A 727,000 sq. ft. project was built on a fast track basis for Buzz Oates­ConAgra Foods in Modesto, CA. Continuous beam framing was uti­lized to achieve large clear spans inside the building. The hardwall project consists of concrete tilt-up walls and a standing seam roof. This project also won a VP Hall of Fame Award. Buzz Oates in Fresno, CA, is a three-building project totaling 643,500 sq. ft. Column spacing was designed to accommodate dock load­ing operations. Concrete tilt-up walls and a standing seam roof are includ­ed. The Stockton, CA, Buzz Oates facility is a 546,000 sq. ft. hardwall project consisting of concrete tilt-up walls and a standing seam roof with wide bays for steel framing and bar joists. McGlade & Associates, Sacramento, CA, designed all three projects.

A 102,000 sq. ft. Home Depot in Lathrop, CA, was constructed and designed with a 112′ clear span to achieve a complete open space inside the building. This regional distribu­tion center has a 9,000 sq. ft. office inside. The exterior walls are concrete tilt-up and the roof panels have a KXL finish. McGregor Associates of Atlanta, GA, served as the designer.

Designed by Carter Burgess of Fort Worth, TX, was The Great Indoors in Deerfield, IL. This 129,000 sq. ft. project is a two-story structure with parking on the lower floor and retail space on the upper floor. The steel framing systems consist of a continu­ous beam design with a long span, open web bar joist. The exterior walls are concrete tilt-up and the roof is a 24-gauge standing seam system.

Two of Span’s projects in 2002 involved conventional framing with tile roofs and stucco walls. These were the 8,000 sq. ft. Boy Scouts of America office and the 20,000 sq. ft. Britz Office Building. Both are locat­ed in Fresno, CA.

All of these projects were complet­ed in 2002 in what is believed by most to be an economical hard time. Regardless, Span refused to succumb to the ideals of society and continued to construct high-quality projects.

“The state of the economy reduced our business by 20% in 2002. At the same time rising insurance costs have impacted our bottom line. We have cut back on our staff and have made the remaining work force more effi­cient to continue to give our cus­tomers the quality, service and value they expect. In addition, we are now marketing our metal building services to large general contractors who need a safe, reliable and cost efficient solu­tion to their building needs. We have also built a few conventional projects in order to keep our crews busy,” com­mented Husein.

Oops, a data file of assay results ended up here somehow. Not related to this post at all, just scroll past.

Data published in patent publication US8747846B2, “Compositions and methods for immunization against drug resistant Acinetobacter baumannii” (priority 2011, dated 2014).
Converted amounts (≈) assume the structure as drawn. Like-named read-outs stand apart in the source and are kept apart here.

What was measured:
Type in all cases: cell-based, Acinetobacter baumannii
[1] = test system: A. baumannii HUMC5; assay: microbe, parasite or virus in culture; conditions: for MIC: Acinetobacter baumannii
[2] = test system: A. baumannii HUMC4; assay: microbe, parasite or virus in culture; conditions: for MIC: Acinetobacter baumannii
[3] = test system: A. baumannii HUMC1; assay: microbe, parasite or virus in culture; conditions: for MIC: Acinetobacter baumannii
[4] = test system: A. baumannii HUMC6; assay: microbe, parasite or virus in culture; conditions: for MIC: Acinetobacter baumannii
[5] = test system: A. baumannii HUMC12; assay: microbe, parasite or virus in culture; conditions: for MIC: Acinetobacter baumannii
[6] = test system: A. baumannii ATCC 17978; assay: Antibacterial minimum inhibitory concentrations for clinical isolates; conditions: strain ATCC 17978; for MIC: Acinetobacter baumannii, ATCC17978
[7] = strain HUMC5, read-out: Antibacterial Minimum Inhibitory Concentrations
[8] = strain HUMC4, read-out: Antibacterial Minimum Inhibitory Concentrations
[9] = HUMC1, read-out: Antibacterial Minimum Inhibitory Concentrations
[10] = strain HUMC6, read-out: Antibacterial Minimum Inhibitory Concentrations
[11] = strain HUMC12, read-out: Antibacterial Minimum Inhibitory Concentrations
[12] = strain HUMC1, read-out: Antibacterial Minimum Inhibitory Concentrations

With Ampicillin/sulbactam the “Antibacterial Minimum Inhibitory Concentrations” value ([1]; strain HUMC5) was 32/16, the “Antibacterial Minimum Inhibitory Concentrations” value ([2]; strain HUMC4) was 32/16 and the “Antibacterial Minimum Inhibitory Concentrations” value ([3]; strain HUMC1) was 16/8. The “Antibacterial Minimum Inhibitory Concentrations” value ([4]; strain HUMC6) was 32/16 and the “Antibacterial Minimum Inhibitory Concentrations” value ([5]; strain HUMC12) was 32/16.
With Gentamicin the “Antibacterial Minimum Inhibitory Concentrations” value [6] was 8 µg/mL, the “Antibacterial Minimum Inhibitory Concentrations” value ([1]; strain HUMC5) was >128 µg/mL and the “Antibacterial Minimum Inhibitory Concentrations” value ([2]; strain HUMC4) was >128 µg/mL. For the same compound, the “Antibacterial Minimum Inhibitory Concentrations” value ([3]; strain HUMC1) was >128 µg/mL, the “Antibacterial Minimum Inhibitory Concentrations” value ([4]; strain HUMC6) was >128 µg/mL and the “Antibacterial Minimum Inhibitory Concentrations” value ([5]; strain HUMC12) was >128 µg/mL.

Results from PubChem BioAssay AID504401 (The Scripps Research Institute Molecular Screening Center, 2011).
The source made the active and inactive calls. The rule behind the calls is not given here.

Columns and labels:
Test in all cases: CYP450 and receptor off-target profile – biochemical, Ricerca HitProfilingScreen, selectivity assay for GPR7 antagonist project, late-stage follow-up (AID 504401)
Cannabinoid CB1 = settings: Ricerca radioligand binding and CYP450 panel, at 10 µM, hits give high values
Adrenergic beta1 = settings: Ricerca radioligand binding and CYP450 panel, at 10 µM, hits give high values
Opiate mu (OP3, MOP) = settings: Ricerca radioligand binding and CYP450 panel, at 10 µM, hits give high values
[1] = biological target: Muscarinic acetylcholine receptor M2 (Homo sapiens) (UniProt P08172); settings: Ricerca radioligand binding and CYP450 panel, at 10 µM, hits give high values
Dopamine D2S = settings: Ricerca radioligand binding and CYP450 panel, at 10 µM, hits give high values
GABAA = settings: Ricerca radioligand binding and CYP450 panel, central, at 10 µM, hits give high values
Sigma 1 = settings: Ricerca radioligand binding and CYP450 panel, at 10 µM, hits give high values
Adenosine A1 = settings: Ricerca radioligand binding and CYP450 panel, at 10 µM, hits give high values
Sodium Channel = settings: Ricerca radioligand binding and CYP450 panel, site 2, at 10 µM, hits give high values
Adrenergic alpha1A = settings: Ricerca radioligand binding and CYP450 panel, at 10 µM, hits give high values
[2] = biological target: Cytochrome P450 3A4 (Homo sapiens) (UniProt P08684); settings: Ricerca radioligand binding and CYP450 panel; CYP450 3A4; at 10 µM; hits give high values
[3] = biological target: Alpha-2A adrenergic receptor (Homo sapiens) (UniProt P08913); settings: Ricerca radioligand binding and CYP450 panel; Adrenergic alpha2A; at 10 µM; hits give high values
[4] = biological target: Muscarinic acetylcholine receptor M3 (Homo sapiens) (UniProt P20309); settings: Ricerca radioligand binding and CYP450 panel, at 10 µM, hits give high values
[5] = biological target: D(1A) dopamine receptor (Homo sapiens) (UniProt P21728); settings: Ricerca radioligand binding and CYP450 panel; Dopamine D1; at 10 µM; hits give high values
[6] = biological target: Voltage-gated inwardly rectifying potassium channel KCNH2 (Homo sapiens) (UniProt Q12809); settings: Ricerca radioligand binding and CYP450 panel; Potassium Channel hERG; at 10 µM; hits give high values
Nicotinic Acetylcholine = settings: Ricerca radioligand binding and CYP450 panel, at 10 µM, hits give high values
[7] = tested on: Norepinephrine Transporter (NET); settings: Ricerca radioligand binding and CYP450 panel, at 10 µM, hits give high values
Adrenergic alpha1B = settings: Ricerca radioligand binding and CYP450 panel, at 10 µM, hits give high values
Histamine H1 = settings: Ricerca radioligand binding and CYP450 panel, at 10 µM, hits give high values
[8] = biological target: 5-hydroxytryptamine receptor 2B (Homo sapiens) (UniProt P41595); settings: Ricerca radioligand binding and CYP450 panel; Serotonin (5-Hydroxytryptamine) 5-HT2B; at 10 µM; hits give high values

Growth is at the heart of Span’s business, even when faced with eco­nomic changes Like that of today. Span’s motion forward is possible with business partnerships, employ­ees and a little company reorganiza­tion. Above all, it is attitude that keeps the company going.

“Span Construction has many strengths, but the one thing that stands out the most is the ‘can do’ attitude of Span Construction and all of its employees. The success of a project is assured when the team members have this kind of positive attitude. Repeatedly Span has shown that when they bring their powerful and experi­enced team of professionals to a proj­ect, it insures that the project will be successful,” stated Gerald Mele, pres­ident of Gerald Mele & Associates Inc. of Fresno, CA, a consulting engi­neering firm.

“I have been working for Span for almost 20 years and participate in the management of the day-to-day opera­tions of the company. Our ‘can do’ attitude and open-minded approach has helped us over the years. We are constantly exploring different avenues to expand our business,” stat­ed George Goddard vice president, engineering & construction service.

Using this attitude and approach, Span looks to the future to create an even better company. Speculating on the future of the metal construction industry helps Span plan ahead.

Husein commented on the future of the industry. “The metal building industry continues to have a good future. The integration of the metal building system with other materials such as concrete tilt-up, masonry, glass, stucco and other architectural features are opening new markets for our industry. Building owners contin­ue to look to metal buildings for speed of construction and value for their building projects. I foresee metal building systems to make in road the conventional building segment.”